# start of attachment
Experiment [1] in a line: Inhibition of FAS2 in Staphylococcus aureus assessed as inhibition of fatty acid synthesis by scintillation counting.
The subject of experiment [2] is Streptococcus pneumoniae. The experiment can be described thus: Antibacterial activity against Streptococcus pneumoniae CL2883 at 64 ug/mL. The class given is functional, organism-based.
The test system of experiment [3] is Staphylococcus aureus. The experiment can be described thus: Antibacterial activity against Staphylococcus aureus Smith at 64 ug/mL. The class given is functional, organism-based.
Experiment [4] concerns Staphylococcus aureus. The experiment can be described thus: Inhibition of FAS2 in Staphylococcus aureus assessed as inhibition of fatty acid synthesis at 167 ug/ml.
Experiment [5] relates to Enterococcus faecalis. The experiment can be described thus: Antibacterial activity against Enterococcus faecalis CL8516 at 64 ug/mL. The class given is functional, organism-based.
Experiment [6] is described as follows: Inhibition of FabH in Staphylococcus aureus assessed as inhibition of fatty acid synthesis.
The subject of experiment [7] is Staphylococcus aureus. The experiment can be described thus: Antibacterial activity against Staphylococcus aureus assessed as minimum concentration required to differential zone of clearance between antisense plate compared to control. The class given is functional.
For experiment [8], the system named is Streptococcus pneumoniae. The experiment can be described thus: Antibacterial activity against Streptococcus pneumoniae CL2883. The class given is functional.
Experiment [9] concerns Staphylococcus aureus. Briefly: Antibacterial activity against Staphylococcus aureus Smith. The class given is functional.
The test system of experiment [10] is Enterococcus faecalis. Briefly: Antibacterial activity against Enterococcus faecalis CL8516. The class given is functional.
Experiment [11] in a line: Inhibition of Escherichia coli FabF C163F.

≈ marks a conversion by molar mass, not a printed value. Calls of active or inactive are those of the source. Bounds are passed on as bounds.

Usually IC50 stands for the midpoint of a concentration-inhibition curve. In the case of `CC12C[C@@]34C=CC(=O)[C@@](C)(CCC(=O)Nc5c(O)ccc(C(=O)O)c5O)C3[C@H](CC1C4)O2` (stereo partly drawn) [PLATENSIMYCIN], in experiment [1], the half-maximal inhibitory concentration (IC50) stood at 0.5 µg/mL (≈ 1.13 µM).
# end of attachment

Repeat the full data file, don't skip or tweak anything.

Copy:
Experiment [1] in a line: Inhibition of FAS2 in Staphylococcus aureus assessed as inhibition of fatty acid synthesis by scintillation counting.
The subject of experiment [2] is Streptococcus pneumoniae. The experiment can be described thus: Antibacterial activity against Streptococcus pneumoniae CL2883 at 64 ug/mL. The class given is functional, organism-based.
The test system of experiment [3] is Staphylococcus aureus. The experiment can be described thus: Antibacterial activity against Staphylococcus aureus Smith at 64 ug/mL. The class given is functional, organism-based.
Experiment [4] concerns Staphylococcus aureus. The experiment can be described thus: Inhibition of FAS2 in Staphylococcus aureus assessed as inhibition of fatty acid synthesis at 167 ug/ml.
Experiment [5] relates to Enterococcus faecalis. The experiment can be described thus: Antibacterial activity against Enterococcus faecalis CL8516 at 64 ug/mL. The class given is functional, organism-based.
Experiment [6] is described as follows: Inhibition of FabH in Staphylococcus aureus assessed as inhibition of fatty acid synthesis.
The subject of experiment [7] is Staphylococcus aureus. The experiment can be described thus: Antibacterial activity against Staphylococcus aureus assessed as minimum concentration required to differential zone of clearance between antisense plate compared to control. The class given is functional.
For experiment [8], the system named is Streptococcus pneumoniae. The experiment can be described thus: Antibacterial activity against Streptococcus pneumoniae CL2883. The class given is functional.
Experiment [9] concerns Staphylococcus aureus. Briefly: Antibacterial activity against Staphylococcus aureus Smith. The class given is functional.
The test system of experiment [10] is Enterococcus faecalis. Briefly: Antibacterial activity against Enterococcus faecalis CL8516. The class given is functional.
Experiment [11] in a line: Inhibition of Escherichia coli FabF C163F.

≈ marks a conversion by molar mass, not a printed value. Calls of active or inactive are those of the source. Bounds are passed on as bounds.

Usually IC50 stands for the midpoint of a concentration-inhibition curve. In the case of `CC12C[C@@]34C=CC(=O)[C@@](C)(CCC(=O)Nc5c(O)ccc(C(=O)O)c5O)C3[C@H](CC1C4)O2` (stereo partly drawn) [PLATENSIMYCIN], in experiment [1], the half-maximal inhibitory concentration (IC50) stood at 0.5 µg/mL (≈ 1.13 µM).